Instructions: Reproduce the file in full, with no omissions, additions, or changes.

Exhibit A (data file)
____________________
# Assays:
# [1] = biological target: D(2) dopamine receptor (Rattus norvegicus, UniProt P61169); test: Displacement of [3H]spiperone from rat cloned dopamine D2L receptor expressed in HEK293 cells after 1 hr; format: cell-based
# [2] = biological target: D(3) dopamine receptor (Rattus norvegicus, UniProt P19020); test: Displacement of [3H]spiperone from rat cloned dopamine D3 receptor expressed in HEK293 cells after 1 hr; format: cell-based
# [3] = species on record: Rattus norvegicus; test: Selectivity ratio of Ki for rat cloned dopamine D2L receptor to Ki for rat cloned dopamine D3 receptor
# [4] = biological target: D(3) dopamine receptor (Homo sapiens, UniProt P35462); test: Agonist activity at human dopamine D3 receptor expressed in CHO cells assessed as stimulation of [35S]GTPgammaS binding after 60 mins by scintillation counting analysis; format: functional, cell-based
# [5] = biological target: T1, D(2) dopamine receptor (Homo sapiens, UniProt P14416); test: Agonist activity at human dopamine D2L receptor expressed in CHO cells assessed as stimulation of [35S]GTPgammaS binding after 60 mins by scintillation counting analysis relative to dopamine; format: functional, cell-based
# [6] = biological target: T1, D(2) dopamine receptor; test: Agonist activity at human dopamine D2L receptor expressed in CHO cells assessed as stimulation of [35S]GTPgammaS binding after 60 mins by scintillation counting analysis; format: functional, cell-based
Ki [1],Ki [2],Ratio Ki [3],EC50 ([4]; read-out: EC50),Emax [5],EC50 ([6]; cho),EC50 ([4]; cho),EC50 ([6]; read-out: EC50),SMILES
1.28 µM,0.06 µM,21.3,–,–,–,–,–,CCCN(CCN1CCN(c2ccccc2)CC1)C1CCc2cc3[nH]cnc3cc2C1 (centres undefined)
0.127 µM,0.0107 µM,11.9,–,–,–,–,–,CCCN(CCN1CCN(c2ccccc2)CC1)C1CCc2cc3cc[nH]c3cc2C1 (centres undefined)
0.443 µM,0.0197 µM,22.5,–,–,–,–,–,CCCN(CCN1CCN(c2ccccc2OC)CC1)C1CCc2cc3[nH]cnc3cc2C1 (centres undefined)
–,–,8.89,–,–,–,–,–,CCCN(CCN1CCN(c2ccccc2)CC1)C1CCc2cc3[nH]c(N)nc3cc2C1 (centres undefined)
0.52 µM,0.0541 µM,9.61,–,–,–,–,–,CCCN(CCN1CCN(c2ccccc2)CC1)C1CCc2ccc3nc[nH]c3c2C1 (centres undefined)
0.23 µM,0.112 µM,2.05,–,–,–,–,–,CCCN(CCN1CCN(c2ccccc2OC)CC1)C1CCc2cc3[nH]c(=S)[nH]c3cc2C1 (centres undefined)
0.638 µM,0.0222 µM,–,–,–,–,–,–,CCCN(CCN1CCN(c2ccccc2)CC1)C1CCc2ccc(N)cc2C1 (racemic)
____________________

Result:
# Assays:
# [1] = biological target: D(2) dopamine receptor (Rattus norvegicus, UniProt P61169); test: Displacement of [3H]spiperone from rat cloned dopamine D2L receptor expressed in HEK293 cells after 1 hr; format: cell-based
# [2] = biological target: D(3) dopamine receptor (Rattus norvegicus, UniProt P19020); test: Displacement of [3H]spiperone from rat cloned dopamine D3 receptor expressed in HEK293 cells after 1 hr; format: cell-based
# [3] = species on record: Rattus norvegicus; test: Selectivity ratio of Ki for rat cloned dopamine D2L receptor to Ki for rat cloned dopamine D3 receptor
# [4] = biological target: D(3) dopamine receptor (Homo sapiens, UniProt P35462); test: Agonist activity at human dopamine D3 receptor expressed in CHO cells assessed as stimulation of [35S]GTPgammaS binding after 60 mins by scintillation counting analysis; format: functional, cell-based
# [5] = biological target: T1, D(2) dopamine receptor (Homo sapiens, UniProt P14416); test: Agonist activity at human dopamine D2L receptor expressed in CHO cells assessed as stimulation of [35S]GTPgammaS binding after 60 mins by scintillation counting analysis relative to dopamine; format: functional, cell-based
# [6] = biological target: T1, D(2) dopamine receptor; test: Agonist activity at human dopamine D2L receptor expressed in CHO cells assessed as stimulation of [35S]GTPgammaS binding after 60 mins by scintillation counting analysis; format: functional, cell-based
Ki [1],Ki [2],Ratio Ki [3],EC50 ([4]; read-out: EC50),Emax [5],EC50 ([6]; cho),EC50 ([4]; cho),EC50 ([6]; read-out: EC50),SMILES
1.28 µM,0.06 µM,21.3,–,–,–,–,–,CCCN(CCN1CCN(c2ccccc2)CC1)C1CCc2cc3[nH]cnc3cc2C1 (centres undefined)
0.127 µM,0.0107 µM,11.9,–,–,–,–,–,CCCN(CCN1CCN(c2ccccc2)CC1)C1CCc2cc3cc[nH]c3cc2C1 (centres undefined)
0.443 µM,0.0197 µM,22.5,–,–,–,–,–,CCCN(CCN1CCN(c2ccccc2OC)CC1)C1CCc2cc3[nH]cnc3cc2C1 (centres undefined)
–,–,8.89,–,–,–,–,–,CCCN(CCN1CCN(c2ccccc2)CC1)C1CCc2cc3[nH]c(N)nc3cc2C1 (centres undefined)
0.52 µM,0.0541 µM,9.61,–,–,–,–,–,CCCN(CCN1CCN(c2ccccc2)CC1)C1CCc2ccc3nc[nH]c3c2C1 (centres undefined)
0.23 µM,0.112 µM,2.05,–,–,–,–,–,CCCN(CCN1CCN(c2ccccc2OC)CC1)C1CCc2cc3[nH]c(=S)[nH]c3cc2C1 (centres undefined)
0.638 µM,0.0222 µM,–,–,–,–,–,–,CCCN(CCN1CCN(c2ccccc2)CC1)C1CCc2ccc(N)cc2C1 (racemic)